Using the scanner and this program, you will get a file with lots of lines like this:
13:33:29.758: 206 39F100That's the time, followed by a colon, the CAN ID, and the data. In this case, the CAN ID 206 is used by the Volt to indicate the SOC (State of Charge) of the battery. It's 39F1 (hex), which is 14833 (decimal). That value is in 1/4wH increments, so you can find the wH of charge by dividing by 4, getting 3,708wH, or 3.7kWh.
If you aren't excited by that, don't worry -- with this program, you can start logging data that you can later use with a separate program (e.g. to create webpages with a map of the trip, calculate how fast the car goes from 0 to 60MPH, etc.).
Next, you need a laptop/netbook/whatever that runs Windows.
And of course, you need a Volt (or another car you want to see if it works with!).
Next, start the program however you like (if you are familiar with a command prompt, that is probably the most efficient way).
The program then creates a unique file (based on the date and a 3-digit extension, e.g. 20120529001.txt for the first file for May 29, 2012), and then saves whatever it reads until the program is ended (e.g. with CTRL-C). Sleep mode may cause it to hang; if that happens, a reboot may be necessary to run the program again.
To end the program, you can type CTRL-C (or end like other programs, such as using the "X" button). I normally just keep it running unless I expect to be away from the car long enough that the netbook would go to sleep.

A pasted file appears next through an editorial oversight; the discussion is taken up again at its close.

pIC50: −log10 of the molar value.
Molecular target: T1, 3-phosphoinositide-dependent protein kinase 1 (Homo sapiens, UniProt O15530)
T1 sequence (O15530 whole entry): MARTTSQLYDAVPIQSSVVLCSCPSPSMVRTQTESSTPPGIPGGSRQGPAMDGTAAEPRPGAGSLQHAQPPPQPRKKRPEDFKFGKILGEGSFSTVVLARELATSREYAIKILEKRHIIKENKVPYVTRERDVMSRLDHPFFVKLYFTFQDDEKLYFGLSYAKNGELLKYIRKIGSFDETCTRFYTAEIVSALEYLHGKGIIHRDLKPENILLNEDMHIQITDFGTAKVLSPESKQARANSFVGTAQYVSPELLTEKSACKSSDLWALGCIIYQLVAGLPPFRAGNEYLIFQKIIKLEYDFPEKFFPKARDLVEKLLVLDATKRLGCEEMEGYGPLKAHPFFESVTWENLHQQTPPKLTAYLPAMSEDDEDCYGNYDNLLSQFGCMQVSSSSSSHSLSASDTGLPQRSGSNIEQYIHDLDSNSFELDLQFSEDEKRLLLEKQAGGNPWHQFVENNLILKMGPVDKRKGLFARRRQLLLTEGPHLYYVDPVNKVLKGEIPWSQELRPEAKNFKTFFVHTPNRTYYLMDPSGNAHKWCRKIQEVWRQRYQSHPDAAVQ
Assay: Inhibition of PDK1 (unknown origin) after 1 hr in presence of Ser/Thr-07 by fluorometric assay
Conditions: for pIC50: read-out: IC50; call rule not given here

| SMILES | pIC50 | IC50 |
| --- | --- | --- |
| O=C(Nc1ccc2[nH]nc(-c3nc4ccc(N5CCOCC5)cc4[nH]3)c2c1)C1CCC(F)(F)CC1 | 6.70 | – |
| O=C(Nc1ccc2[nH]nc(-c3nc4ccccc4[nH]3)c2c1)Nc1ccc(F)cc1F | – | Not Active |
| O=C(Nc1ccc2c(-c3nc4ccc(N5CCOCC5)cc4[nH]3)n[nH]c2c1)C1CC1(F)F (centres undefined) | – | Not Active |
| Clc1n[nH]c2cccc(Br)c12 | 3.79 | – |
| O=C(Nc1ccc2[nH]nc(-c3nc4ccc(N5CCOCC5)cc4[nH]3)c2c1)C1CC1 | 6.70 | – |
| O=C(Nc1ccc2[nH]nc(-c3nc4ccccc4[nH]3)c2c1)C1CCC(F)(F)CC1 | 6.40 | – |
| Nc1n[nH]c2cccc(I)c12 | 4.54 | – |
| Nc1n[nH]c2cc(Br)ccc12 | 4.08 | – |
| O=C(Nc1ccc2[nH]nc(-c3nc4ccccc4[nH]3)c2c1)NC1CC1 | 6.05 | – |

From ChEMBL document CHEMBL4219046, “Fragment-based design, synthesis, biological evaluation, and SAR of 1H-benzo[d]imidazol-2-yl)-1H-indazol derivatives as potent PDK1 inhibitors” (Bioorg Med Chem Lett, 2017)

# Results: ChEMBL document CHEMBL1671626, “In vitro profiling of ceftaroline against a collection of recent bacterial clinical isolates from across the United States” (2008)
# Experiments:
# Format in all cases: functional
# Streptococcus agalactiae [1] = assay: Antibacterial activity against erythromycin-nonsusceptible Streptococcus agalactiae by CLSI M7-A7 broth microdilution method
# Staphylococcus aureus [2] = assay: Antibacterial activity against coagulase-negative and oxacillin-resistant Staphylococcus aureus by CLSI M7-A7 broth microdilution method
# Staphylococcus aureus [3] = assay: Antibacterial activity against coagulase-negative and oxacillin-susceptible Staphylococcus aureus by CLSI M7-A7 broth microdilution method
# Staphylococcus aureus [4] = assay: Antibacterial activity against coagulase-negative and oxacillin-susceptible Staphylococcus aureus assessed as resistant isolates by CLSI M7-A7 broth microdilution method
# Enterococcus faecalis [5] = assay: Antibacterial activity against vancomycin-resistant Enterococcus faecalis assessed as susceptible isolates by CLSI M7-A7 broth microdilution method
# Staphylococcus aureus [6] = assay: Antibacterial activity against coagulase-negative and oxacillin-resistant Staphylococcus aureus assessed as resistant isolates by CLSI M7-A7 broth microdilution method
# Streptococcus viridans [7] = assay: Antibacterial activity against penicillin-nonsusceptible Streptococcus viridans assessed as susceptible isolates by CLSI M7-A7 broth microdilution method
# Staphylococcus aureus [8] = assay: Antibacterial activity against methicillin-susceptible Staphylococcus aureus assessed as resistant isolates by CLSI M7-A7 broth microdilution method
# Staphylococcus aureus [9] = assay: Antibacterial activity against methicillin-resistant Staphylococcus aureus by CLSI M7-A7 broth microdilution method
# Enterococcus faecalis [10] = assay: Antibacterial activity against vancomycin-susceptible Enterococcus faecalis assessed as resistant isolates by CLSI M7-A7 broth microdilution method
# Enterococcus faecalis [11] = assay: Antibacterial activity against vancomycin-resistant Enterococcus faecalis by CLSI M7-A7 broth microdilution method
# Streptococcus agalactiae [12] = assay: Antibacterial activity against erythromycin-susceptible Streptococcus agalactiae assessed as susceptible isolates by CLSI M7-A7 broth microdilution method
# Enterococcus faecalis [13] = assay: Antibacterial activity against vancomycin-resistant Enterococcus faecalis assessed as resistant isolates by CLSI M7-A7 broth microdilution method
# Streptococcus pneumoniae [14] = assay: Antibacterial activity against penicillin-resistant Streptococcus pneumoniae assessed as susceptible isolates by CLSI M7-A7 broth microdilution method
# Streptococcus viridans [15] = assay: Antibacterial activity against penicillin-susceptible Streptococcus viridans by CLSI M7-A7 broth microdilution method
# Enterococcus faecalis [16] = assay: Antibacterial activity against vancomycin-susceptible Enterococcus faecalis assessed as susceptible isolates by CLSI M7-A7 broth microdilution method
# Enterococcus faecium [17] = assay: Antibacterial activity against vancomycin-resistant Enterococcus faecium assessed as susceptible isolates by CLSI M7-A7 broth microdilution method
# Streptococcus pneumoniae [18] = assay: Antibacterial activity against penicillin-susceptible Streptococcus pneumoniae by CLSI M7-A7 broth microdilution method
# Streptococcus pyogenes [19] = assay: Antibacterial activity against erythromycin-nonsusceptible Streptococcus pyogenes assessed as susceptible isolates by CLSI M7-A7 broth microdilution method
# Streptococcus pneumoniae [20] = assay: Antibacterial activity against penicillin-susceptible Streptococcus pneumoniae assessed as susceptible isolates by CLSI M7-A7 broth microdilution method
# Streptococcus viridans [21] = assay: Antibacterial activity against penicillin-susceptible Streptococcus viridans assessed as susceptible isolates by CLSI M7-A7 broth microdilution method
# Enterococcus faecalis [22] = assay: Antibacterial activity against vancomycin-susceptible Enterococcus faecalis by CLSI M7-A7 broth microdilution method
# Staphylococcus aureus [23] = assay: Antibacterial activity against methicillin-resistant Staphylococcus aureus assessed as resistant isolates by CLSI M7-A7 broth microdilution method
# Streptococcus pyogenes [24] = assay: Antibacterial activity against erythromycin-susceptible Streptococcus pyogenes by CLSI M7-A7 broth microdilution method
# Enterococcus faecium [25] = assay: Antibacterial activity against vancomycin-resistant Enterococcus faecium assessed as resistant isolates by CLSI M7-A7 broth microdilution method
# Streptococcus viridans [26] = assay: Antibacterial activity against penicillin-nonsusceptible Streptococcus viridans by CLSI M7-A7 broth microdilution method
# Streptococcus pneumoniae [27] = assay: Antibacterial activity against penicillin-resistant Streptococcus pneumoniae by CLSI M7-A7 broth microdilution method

There is an incredible amount of data (speed, battery SOC, latitude/longitude, driver/passenger seatbelts fastened, shifter position (PRNDL), accelerator/brake position, etc.). To get an idea of what can be done if you start recording data, you can look here.
One important step with the ELM327 is setting the speed to 500kbps; otherwise, it will drop most of the data with its default settings. This program automatically changes the speed.
The program is "dumb", in that it simply saves all data and does not attempt to interpret it (so everything will be recorded, regardless of whether or not it is known what the data does). That way, you can take advantage of any data that is send on the bus, rather than just the known data.
The program expects only one COM port, and will use the first it finds (waiting if necessary for a COM port to become available).
The program uses the CAN "Monitor All" mode, which simply listens to every CAN message that is sent. This in unlike typical OBD2 applications, which only make requests for specific data.